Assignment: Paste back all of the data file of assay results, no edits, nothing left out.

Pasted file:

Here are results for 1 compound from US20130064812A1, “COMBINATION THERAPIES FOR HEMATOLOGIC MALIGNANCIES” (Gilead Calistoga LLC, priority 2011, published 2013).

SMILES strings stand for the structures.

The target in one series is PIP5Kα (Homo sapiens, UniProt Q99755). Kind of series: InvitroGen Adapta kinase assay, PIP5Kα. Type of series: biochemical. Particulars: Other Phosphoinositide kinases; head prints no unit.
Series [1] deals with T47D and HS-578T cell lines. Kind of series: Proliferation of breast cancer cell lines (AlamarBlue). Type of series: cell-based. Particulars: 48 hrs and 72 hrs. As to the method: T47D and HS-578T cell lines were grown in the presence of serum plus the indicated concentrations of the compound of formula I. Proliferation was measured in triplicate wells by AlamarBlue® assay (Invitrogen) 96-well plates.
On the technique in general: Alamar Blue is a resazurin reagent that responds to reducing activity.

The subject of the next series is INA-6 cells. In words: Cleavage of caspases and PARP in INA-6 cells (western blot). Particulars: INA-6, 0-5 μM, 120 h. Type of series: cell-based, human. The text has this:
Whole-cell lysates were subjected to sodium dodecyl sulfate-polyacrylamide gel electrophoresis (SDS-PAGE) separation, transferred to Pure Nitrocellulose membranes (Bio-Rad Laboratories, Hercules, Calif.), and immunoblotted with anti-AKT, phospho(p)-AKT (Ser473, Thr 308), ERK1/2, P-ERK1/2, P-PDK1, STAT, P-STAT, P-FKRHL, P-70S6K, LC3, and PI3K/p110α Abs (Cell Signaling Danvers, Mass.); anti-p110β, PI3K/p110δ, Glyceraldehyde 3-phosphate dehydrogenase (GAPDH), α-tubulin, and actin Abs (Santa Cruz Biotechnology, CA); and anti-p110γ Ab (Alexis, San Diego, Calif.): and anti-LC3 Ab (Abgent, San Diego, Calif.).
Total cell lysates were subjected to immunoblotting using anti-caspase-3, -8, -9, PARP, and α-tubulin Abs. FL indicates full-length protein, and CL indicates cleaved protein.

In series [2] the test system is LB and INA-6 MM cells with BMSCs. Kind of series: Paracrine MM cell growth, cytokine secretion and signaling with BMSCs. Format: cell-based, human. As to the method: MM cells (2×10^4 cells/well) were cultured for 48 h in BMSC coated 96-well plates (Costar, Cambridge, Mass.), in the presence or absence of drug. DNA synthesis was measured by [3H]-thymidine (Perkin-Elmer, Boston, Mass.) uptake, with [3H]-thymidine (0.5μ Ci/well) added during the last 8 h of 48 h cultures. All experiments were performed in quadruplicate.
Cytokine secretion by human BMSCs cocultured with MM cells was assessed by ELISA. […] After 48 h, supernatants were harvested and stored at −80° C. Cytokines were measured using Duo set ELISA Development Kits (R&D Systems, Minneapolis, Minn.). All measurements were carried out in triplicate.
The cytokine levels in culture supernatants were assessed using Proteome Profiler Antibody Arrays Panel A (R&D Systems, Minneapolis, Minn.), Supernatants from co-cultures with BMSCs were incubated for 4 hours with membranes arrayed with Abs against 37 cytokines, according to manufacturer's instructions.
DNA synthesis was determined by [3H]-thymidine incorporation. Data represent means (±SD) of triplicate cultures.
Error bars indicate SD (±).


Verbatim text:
Here are results for 1 compound from US20130064812A1, “COMBINATION THERAPIES FOR HEMATOLOGIC MALIGNANCIES” (Gilead Calistoga LLC, priority 2011, published 2013).

SMILES strings stand for the structures.

The target in one series is PIP5Kα (Homo sapiens, UniProt Q99755). Kind of series: InvitroGen Adapta kinase assay, PIP5Kα. Type of series: biochemical. Particulars: Other Phosphoinositide kinases; head prints no unit.
Series [1] deals with T47D and HS-578T cell lines. Kind of series: Proliferation of breast cancer cell lines (AlamarBlue). Type of series: cell-based. Particulars: 48 hrs and 72 hrs. As to the method: T47D and HS-578T cell lines were grown in the presence of serum plus the indicated concentrations of the compound of formula I. Proliferation was measured in triplicate wells by AlamarBlue® assay (Invitrogen) 96-well plates.
On the technique in general: Alamar Blue is a resazurin reagent that responds to reducing activity.

The subject of the next series is INA-6 cells. In words: Cleavage of caspases and PARP in INA-6 cells (western blot). Particulars: INA-6, 0-5 μM, 120 h. Type of series: cell-based, human. The text has this:
Whole-cell lysates were subjected to sodium dodecyl sulfate-polyacrylamide gel electrophoresis (SDS-PAGE) separation, transferred to Pure Nitrocellulose membranes (Bio-Rad Laboratories, Hercules, Calif.), and immunoblotted with anti-AKT, phospho(p)-AKT (Ser473, Thr 308), ERK1/2, P-ERK1/2, P-PDK1, STAT, P-STAT, P-FKRHL, P-70S6K, LC3, and PI3K/p110α Abs (Cell Signaling Danvers, Mass.); anti-p110β, PI3K/p110δ, Glyceraldehyde 3-phosphate dehydrogenase (GAPDH), α-tubulin, and actin Abs (Santa Cruz Biotechnology, CA); and anti-p110γ Ab (Alexis, San Diego, Calif.): and anti-LC3 Ab (Abgent, San Diego, Calif.).
Total cell lysates were subjected to immunoblotting using anti-caspase-3, -8, -9, PARP, and α-tubulin Abs. FL indicates full-length protein, and CL indicates cleaved protein.

In series [2] the test system is LB and INA-6 MM cells with BMSCs. Kind of series: Paracrine MM cell growth, cytokine secretion and signaling with BMSCs. Format: cell-based, human. As to the method: MM cells (2×10^4 cells/well) were cultured for 48 h in BMSC coated 96-well plates (Costar, Cambridge, Mass.), in the presence or absence of drug. DNA synthesis was measured by [3H]-thymidine (Perkin-Elmer, Boston, Mass.) uptake, with [3H]-thymidine (0.5μ Ci/well) added during the last 8 h of 48 h cultures. All experiments were performed in quadruplicate.
Cytokine secretion by human BMSCs cocultured with MM cells was assessed by ELISA. […] After 48 h, supernatants were harvested and stored at −80° C. Cytokines were measured using Duo set ELISA Development Kits (R&D Systems, Minneapolis, Minn.). All measurements were carried out in triplicate.
The cytokine levels in culture supernatants were assessed using Proteome Profiler Antibody Arrays Panel A (R&D Systems, Minneapolis, Minn.), Supernatants from co-cultures with BMSCs were incubated for 4 hours with membranes arrayed with Abs against 37 cytokines, according to manufacturer's instructions.
DNA synthesis was determined by [3H]-thymidine incorporation. Data represent means (±SD) of triplicate cultures.
Error bars indicate SD (±).